• Choose carefully the people and activities you spend your time with. Make enough time for those which really matter to you, and make it focused time – be present with it, not planning all the other things on your to-do list.
  • Choose not to sweat the small stuff, and develop a reluctance toward anger and hatred. These two emotions are those which, if left unchecked, tend to aggravate and increase. Confront and analyze these feelings; if they are relatively mild, then deal with them immediately and be quick to let it go. After all, if we keep escalating anger over small things, it doesn’t alleviate the injury that’s already been done us, but creates additional suffering. If the feelings are greater, taking a time out to calm down before facing it might be best. Research shows that venting anger in a way out of proportion to the circumstance that created it physiologically arouses us and makes us even more prone to rage. By sacrificing small problems or hardships we can often save ourselves much greater suffering in the long run.
  • Decide to be something, rather than chase it. Do not seek love — instead, act loving toward those around you. Do not seek peace, but be peaceful. Do not pursue joy, but determine to be joyful in the present moment as much as possible.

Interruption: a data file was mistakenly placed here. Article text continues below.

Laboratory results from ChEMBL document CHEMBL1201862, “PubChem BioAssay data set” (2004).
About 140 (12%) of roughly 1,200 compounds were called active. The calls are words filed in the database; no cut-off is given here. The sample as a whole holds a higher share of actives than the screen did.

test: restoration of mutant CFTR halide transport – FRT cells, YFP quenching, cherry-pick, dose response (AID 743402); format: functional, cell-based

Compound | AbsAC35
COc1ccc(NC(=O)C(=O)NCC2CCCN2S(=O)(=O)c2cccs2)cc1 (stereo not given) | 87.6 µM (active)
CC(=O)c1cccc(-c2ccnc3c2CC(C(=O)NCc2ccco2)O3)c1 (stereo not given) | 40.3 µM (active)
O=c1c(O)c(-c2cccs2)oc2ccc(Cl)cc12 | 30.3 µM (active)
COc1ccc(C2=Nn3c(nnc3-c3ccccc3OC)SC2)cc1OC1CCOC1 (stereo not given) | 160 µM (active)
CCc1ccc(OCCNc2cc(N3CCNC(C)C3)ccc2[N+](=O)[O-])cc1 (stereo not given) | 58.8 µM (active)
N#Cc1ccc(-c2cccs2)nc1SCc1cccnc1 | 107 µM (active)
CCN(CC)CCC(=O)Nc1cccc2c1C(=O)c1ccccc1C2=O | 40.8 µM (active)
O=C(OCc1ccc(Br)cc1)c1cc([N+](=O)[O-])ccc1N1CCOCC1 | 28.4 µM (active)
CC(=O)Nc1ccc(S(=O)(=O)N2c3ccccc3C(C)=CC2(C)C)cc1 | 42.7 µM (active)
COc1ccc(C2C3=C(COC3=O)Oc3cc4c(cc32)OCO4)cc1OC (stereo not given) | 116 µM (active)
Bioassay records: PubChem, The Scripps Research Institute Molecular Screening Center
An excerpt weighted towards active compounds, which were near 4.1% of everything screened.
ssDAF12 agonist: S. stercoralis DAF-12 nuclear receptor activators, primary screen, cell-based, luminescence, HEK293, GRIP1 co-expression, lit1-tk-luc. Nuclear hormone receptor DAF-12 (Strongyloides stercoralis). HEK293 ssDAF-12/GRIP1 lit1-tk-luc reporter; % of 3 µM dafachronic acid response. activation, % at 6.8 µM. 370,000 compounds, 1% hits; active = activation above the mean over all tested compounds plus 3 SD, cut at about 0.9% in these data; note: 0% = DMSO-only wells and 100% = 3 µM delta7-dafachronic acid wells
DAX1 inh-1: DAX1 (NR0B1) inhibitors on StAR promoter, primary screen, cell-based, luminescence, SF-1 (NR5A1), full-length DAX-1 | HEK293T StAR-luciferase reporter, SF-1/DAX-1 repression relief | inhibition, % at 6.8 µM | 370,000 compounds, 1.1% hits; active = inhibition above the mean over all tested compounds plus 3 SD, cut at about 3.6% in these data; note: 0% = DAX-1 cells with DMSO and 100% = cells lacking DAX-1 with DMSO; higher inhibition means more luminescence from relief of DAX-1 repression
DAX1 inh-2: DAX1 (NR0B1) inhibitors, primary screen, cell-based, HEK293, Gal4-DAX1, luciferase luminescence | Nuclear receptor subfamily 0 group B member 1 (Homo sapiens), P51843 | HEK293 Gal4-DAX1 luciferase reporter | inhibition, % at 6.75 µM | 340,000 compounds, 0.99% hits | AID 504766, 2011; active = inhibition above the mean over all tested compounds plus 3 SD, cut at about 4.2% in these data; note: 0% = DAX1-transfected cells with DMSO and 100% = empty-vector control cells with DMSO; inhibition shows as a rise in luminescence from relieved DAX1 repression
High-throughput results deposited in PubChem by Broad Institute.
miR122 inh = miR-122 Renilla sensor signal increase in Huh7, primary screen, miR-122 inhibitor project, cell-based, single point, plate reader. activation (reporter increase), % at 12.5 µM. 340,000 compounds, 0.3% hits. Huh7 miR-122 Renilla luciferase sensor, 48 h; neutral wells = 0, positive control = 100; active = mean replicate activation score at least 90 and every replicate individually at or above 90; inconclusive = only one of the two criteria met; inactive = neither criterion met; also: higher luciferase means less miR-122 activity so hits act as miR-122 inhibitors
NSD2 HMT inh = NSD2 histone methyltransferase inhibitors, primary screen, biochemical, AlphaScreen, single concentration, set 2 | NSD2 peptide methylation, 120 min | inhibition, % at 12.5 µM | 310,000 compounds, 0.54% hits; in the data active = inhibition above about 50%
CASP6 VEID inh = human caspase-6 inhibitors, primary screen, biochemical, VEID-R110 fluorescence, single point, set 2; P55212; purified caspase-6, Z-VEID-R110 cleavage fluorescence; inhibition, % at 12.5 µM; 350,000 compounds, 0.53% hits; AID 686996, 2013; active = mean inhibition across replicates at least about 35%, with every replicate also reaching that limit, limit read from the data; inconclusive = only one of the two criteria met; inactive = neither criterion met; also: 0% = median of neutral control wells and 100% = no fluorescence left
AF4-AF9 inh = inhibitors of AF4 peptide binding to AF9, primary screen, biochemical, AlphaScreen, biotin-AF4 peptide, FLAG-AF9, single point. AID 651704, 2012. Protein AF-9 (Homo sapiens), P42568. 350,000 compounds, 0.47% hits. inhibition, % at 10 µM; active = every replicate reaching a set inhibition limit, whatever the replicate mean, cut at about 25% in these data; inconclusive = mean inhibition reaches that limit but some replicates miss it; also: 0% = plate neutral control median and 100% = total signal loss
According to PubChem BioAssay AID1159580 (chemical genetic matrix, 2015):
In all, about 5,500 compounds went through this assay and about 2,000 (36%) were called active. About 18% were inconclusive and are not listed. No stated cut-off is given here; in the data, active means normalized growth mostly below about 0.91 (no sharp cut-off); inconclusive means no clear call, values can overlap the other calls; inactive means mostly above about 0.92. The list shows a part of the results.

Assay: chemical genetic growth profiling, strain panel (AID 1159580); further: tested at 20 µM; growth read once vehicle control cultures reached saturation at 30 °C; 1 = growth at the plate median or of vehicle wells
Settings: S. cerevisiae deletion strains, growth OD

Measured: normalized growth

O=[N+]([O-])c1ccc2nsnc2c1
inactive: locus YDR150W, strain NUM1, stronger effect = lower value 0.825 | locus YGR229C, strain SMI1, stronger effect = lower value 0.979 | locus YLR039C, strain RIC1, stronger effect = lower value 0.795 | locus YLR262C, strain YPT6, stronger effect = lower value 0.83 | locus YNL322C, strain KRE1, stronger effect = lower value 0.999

“Happiness is a butterfly, which when pursued, is
just beyond your grasp, but which, if you will sit
quietly, may alight upon you.” ~Nathaniel Hawthorne

Step Three: Making an Effort

None of this happens overnight; it’s a long-term sustained habit. Rather than just letting life happen to you, put conscious focus and energy into the type of life you want.

  • Act the way you want to feel. Doing this often helps propel us in that direction. Psychological behavior therapy is based on the theory that people have largely learned to be the way that they are; if this is the case, we can learn, through practice and habit, how to be a happier, more joyful person. Not only do our attitudes determine our behavior, but the reverse is true — our behavior also affects our attitude and emotional equilibrium. Try a smile, even if you don’t feel like it; try helping someone else, even if you don’t feel like it. You might be surprised how those feelings change.
  • Stay active and physically fit. Sometimes if we’re feeling down, physical activity helps. Even just getting out of the house, taking a walk, or having a high-energy cardio workout. The natural endorphins are a proven mood-booster.
  • Approach others with compassion and openness. Often we expect the other person to respond to us first in a positive manner, whether that is brief exchanges with strangers or in our most intimate relationships. But by being open, positive and empathetic first, you are setting the stage for a more meaningful, happier encounter. It’s basically the golden rule — treat others the way you would like to be treated. It’s amazing what that little initiative will accomplish.